We're entering the 'eating season' and it's bringing up issues that I've struggled with my entire life, it seems. I recently went on an intense food protocol and lost 15 pounds, which is a good start; but I've got a long way to go. And today, at 41, it's more about not returning to that cycle of boom and bust, emotional eating and deprivation dieting. I'm done. But part of being truly done is recognizing why I eat the way I eat--and how those patterns came to be--so that I can change them. But another part of it is imply deciding. It's almost exactly the same sensation I had when my teacher challenged me about being vegetarian, she said simply, "it's just a decision." But it takes what it takes to get to that decision and I've had years and years of struggle with depression and sugar-addiction. Now free of sugar for 28 days, I realize how much of a contributor it was and is to my depression cycles. So, if I want to be free of the cycles and no longer be a slave to my eating patterns, I simply had to decide that my relationship with sugar is negative and detrimental. I'm still working out what that will look like in the long-run. Never having sugar again? or playing with fire and occasionally allowing myself a treat?
But for now, it's been an exploration of me, my cooking habits, and real food. Here's my first successful new recipe:
Faux French Onion Soup (that tastes like the real thing!)
1-2 Tbs Balsamic Vinegar
3 Heaping Tbls Dark Barley Miso paste (more or less to taste)
Salt or Shoyu to taste
Chop the onions into slices; brown on medium heat with olive oil until carmelized (10-15 minutes). Splash or two of Balsamic Vinegar. Deglaze the pan with water and then add more water to cover the onions and produce a broth-like texture. Simmer. Just before serving, add the miso paste. Once the miso has been added, don't bring to a boil. Serve with Swiss or Gruyere cheese melted on top and toasted, whole-grain bread. Serves 4-6. Enjoy!
The Maine Way
It seems the Maine Way didn't come through on the hopes of so many gay and lesbian couples around the United States. But the problem with putting something like this to the vote is that the most progressive decisions made in America, the constitution not withstanding, are made in the courts. As Linda Hirshman so aptly discusses today on The Daily Beast, these issues shouldn't be matters of referendum. They should be decided by legislators or the court system. If we left it up to bigots to move this country forward in fulfilling the dream of the founders, "every man is equal under the law", then we wouldn't have equal rights for anyone but the white majority in this country. Saying it's a religious issue is simply a cop-out. Trust me, growing up in the South, hating black people was its own kind of religion--and prior to the protection established under the law, people used that same religion to defend their bigotry--as they are doing now with gay marriage.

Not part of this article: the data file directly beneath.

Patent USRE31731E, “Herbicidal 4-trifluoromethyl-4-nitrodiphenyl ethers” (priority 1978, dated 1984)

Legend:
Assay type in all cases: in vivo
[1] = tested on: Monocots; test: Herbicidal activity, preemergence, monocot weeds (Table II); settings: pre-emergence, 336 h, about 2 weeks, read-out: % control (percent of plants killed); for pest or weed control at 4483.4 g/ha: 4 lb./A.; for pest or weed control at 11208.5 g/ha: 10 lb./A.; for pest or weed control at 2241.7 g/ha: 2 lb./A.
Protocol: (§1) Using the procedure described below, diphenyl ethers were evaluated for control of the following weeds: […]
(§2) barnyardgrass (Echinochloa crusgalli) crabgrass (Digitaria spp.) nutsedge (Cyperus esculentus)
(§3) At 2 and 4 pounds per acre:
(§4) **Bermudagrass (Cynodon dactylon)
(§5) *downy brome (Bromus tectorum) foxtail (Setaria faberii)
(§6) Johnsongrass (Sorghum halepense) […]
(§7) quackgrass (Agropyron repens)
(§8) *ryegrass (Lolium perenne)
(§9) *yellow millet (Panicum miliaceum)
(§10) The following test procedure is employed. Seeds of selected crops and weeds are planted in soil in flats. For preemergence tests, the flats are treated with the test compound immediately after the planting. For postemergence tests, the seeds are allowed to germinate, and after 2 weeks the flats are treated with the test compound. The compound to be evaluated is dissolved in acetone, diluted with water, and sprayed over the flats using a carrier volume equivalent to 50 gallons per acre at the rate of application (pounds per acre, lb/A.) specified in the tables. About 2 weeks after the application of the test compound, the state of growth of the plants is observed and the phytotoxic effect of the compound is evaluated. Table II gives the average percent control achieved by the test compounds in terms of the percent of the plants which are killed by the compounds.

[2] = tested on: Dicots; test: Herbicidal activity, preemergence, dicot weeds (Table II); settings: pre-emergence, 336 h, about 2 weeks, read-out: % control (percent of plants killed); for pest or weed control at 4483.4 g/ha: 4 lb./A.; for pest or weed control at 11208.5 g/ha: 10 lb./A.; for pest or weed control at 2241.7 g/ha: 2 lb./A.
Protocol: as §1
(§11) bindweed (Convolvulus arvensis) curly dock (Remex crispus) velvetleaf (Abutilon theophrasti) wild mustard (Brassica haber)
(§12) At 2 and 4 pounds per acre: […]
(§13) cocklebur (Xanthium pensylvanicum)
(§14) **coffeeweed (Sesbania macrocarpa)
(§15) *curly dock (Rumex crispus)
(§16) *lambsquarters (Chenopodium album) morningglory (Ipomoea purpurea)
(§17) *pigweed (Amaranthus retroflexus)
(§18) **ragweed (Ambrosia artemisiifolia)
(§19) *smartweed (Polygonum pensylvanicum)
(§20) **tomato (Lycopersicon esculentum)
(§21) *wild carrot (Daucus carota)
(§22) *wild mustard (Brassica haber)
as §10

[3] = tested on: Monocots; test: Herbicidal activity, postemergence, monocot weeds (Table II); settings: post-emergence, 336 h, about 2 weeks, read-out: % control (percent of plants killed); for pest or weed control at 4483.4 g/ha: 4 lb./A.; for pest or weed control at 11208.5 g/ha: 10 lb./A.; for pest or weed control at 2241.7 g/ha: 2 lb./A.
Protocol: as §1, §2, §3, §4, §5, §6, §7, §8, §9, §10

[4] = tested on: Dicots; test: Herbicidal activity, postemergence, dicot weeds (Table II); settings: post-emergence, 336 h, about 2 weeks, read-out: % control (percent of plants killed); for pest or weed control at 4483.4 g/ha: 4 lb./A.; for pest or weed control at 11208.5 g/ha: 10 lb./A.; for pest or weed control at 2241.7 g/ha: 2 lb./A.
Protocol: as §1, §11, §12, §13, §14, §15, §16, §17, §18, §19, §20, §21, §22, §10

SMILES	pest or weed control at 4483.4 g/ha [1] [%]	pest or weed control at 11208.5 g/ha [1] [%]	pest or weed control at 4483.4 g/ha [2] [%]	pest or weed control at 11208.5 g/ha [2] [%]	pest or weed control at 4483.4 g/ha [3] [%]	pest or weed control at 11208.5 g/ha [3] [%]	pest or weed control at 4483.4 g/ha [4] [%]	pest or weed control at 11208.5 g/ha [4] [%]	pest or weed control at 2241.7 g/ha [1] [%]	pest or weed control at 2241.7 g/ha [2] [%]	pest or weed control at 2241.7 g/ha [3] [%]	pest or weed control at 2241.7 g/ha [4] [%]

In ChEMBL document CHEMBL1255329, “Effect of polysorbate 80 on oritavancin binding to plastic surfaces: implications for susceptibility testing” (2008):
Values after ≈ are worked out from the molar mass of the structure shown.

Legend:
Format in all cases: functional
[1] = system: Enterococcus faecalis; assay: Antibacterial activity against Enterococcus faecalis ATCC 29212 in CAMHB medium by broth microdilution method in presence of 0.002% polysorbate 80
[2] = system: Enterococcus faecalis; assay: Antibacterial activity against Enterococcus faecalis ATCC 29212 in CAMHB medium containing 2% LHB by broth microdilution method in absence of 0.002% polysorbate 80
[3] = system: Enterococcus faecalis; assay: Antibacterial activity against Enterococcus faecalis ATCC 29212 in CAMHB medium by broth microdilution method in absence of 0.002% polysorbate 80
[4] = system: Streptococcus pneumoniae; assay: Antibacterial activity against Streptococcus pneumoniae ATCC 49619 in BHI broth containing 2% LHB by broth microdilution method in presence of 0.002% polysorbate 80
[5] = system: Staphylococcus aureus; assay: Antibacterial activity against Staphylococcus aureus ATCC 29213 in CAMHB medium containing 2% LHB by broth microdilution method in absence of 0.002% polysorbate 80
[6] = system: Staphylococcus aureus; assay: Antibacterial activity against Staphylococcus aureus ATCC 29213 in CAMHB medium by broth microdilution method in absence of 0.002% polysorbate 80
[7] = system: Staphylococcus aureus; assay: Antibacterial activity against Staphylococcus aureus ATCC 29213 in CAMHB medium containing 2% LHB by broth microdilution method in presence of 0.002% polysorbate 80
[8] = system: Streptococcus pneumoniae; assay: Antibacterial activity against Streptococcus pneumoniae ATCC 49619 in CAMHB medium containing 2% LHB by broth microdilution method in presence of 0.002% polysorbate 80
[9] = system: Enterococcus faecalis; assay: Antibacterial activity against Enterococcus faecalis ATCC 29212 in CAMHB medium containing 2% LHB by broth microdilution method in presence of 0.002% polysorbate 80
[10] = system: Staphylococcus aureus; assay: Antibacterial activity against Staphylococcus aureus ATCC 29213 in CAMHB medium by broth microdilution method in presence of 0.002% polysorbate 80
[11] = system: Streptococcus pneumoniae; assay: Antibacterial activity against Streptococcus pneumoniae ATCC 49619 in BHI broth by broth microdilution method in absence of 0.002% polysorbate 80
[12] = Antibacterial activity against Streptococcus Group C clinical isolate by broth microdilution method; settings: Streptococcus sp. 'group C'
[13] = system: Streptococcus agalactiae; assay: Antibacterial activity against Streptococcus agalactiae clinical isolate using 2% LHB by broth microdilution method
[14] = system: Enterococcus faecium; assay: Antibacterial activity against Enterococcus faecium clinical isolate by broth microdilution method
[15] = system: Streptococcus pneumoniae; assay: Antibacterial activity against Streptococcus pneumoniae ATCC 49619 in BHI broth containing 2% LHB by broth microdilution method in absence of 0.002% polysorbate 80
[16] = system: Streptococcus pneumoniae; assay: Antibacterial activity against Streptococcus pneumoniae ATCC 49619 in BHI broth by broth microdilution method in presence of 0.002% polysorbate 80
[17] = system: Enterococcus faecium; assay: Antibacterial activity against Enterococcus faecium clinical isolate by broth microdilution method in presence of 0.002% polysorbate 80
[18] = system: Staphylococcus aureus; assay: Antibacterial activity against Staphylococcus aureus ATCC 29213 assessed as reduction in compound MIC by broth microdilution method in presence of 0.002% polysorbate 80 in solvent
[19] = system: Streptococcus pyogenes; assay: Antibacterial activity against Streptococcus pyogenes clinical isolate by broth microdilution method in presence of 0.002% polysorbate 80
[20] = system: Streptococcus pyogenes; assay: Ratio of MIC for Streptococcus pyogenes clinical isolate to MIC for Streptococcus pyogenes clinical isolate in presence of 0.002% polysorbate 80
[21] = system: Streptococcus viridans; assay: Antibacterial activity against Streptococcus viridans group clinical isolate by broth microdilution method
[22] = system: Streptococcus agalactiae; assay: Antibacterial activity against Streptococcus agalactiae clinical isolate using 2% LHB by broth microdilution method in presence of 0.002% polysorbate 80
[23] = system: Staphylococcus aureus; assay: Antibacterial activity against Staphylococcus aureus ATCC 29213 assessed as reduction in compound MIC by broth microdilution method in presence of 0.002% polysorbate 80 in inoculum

Matters of justice and equality should never be put to the whims of a fearful, bigoted voter base, however sincere their vote may be. We vote for representation and we entrust those representatives to create legislation that protects the constitution and the individual from the bigotry and hatred of the masses. That's the point of the republic. Initially created to protect the white man from the heart of the equality established by our laws; we can now turn the republic's machinations against itself and use it to protect the underrepresented from the masses.
Group think is dangerous; not because it's always wrong but because, like water, it tends to move down, toward the lowest common denominator--and in this case it's pure bigotry and fear of the other in the name of religious fervor. And it's not just Christianity; every organized religion repudiates homosexuality, not because it's inherently evil but because most religions are patriarchal. Homophobia runs in its blood.
Until religious people--of every stripe--stand up and demand that everyone, rich or poor, white or black, gay or straight, is a child of God and deserves the same rights under the law and equal respect in the world, then I feel gay rights will continue to fight an uphill battle.
Today is a day that religious people everywhere should be ashamed of themselves. Love has nothing to do with bigotry. And the silent majority of religious people need to step forward and no longer allow fear and bigotry to set the legislative course in this country.
"Love is love." -Yogi Bhajan